Learning Curve: You must spend time studying the parent theme, particularly if you’ve picked a powerful framework with its own hooks and filters. This benefit, however, is only transient. You’ll be able to create personalized sites in a fraction of the time after you’ve mastered the parent theme.
Dependency on Parent Theme: The creator of the parent theme may abandon the theme or remove a feature you require. However, respected theme frameworks, like Genesis, have a steady company behind them, and most WordPress themes are free software, so you may use them even if they are discontinued.
The benefits and drawbacks of utilizing a child theme will vary depending on the parent theme, so let’s look at that next.
The Importance of Choosing an Effective Parent Theme
We frequently hear from novices who make the error of choosing a parent theme with limited capabilities. They eventually have to overwrite the majority of the parent theme files.
That is why it is critical to start with the correct theme.
Assume you select a parent theme and realize you don’t like how the footer appears. As a result, you generate a new footer.php file. Then you decide you don’t like the header’s appearance and develop a new header.php file.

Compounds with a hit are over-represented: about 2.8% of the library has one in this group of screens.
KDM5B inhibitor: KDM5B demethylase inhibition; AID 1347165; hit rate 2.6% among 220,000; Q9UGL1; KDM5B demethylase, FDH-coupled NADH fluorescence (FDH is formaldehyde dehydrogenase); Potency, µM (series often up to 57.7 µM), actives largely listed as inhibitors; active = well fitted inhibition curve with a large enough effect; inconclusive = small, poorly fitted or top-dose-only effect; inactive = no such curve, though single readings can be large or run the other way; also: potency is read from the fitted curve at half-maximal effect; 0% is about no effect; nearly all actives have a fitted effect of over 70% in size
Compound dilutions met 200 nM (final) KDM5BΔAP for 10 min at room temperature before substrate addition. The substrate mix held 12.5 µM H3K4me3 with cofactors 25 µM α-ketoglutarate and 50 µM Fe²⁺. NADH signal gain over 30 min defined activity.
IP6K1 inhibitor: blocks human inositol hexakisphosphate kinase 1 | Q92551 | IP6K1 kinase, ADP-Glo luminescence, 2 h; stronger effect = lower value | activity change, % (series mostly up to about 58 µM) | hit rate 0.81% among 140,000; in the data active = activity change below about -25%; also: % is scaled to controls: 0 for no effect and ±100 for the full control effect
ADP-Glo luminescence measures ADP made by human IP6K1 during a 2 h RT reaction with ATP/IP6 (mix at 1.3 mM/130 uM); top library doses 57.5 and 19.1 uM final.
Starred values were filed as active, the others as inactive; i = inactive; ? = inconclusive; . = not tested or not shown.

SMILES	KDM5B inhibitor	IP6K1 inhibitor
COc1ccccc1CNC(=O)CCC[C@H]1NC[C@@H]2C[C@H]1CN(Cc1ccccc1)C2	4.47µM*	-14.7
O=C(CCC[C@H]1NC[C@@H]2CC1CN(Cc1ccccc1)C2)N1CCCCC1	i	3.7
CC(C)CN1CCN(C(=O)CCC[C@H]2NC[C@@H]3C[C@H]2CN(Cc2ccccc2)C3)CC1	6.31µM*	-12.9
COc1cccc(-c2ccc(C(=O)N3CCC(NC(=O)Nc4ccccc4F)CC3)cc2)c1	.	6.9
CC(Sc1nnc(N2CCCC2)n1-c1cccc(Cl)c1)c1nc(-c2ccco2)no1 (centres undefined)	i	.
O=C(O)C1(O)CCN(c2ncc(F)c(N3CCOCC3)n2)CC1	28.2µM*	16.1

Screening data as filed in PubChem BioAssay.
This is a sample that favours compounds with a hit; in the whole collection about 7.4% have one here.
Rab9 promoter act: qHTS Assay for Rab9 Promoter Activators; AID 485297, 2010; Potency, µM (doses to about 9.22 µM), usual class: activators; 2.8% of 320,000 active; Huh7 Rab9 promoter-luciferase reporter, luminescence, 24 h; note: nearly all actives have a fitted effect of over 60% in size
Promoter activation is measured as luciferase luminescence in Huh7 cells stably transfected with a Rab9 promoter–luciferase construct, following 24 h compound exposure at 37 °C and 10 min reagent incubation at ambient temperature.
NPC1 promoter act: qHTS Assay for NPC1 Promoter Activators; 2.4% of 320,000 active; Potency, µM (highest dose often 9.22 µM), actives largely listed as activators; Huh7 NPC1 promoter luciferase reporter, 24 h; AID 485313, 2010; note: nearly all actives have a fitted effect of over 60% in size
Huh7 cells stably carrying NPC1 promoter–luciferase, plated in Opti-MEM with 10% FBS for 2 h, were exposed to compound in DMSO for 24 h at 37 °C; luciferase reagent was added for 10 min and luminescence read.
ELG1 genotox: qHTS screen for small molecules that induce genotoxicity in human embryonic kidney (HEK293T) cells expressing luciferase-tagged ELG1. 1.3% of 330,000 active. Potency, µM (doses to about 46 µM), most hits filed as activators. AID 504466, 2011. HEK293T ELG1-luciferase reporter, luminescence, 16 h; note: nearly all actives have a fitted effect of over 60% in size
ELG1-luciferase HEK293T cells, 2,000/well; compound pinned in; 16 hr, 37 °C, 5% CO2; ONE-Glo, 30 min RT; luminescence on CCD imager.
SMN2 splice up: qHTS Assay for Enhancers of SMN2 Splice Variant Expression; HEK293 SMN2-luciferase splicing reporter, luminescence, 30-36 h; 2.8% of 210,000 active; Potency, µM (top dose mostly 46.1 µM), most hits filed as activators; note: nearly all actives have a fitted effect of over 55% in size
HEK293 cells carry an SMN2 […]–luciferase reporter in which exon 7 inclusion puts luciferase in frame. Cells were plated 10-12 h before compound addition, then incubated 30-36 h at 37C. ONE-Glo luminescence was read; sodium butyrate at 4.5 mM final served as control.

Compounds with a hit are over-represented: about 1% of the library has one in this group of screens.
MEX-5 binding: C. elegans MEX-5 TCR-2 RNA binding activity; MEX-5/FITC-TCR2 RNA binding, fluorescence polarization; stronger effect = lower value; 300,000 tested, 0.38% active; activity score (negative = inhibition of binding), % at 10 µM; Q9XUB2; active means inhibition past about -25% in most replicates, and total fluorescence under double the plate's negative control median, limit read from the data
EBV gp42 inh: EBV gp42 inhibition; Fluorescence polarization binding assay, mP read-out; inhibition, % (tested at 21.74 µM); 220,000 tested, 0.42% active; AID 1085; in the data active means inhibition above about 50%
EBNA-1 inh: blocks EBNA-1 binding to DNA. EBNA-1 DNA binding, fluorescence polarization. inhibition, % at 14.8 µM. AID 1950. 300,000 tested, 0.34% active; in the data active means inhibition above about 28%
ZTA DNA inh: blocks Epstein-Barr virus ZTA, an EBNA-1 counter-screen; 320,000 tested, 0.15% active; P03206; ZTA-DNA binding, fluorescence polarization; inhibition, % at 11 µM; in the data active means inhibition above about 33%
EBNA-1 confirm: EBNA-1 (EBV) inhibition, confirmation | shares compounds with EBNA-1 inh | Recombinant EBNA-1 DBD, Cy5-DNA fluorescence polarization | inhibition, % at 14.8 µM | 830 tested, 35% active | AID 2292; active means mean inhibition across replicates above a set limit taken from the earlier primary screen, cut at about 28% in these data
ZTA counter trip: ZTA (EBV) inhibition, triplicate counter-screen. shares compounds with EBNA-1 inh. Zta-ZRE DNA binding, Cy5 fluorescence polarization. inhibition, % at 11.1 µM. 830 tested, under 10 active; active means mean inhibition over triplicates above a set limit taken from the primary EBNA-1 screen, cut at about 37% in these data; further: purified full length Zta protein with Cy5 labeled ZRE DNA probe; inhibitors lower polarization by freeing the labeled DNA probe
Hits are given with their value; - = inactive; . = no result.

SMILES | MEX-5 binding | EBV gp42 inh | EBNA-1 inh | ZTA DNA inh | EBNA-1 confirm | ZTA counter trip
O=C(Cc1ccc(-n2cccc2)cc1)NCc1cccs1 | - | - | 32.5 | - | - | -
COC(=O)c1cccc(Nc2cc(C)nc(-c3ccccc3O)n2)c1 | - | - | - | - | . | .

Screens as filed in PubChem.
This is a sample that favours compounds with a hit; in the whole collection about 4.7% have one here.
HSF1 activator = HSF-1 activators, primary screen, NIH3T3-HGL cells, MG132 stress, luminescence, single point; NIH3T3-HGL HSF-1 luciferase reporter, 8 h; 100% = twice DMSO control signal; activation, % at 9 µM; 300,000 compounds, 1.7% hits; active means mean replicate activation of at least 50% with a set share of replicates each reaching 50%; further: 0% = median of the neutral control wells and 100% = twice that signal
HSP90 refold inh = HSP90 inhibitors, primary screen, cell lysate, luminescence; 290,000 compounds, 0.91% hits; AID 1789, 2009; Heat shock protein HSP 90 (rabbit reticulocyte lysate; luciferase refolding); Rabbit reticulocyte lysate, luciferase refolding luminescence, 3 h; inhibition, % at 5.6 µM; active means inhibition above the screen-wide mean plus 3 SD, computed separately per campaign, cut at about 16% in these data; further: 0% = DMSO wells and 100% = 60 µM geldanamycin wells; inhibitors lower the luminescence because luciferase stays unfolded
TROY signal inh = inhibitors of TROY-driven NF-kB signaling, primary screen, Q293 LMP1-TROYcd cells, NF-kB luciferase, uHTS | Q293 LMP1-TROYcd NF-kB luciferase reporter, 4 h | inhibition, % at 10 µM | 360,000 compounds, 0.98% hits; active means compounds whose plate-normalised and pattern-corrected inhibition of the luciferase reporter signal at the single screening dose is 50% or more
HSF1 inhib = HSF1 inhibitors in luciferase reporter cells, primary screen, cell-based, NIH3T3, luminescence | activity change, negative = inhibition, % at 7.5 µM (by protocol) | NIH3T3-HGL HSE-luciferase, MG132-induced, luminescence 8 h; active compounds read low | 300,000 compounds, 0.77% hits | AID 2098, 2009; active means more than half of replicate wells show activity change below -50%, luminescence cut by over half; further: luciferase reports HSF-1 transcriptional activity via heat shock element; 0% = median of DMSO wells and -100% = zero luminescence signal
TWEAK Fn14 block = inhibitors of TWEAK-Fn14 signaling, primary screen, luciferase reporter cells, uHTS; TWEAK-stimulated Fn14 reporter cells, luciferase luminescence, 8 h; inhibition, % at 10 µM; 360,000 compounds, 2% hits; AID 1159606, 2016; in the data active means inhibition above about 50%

It doesn’t take long to see that you shouldn’t be utilizing that theme as a parent theme. Instead, you might utilize it as a starting point for creating your own customized theme.
Another alternative is to select a theme that is much closer to what you want, reducing the number of adjustments you must make to your child’s theme.
Do You Really Need a WordPress Child Theme?
If you are a developer and attempting to make your custom WordPress themes, you may save time by using a child theme.
While creating high-quality themes, developers must optimize their workflow. Often, developing a child theme will assist you in accomplishing this.
Many of the sites we create are Genesis Theme Framework child themes. However, in rare circumstances, such as when a project is extremely complicated or extremely simple, we will create a separate custom WordPress theme.
If you’re a user, we suggest using child themes only if you’re regularly adding new functionalities to your theme’s functions.php file or updating its style.css file.
During a WordPress conference, one of the attendees inquired about the best method for adding custom styles. They discussed whether to use a child theme or a customized CSS plugin.
The answer is dependent on your technical knowledge and comfort level. It also relies on how many adjustments you make.
If you simply want to change the styles of a few items, a custom CSS plugin would suffice. However, if you find yourself altering the whole color scheme, for example, you must strongly consider utilizing a child theme.
Up to this point, we hope the post helped you learn what a WordPress child theme is with every pros and con. You may want to see our guide on how you can clear cache files in WordPress. You may also like to see our guide on how you can add special characters in WordPress.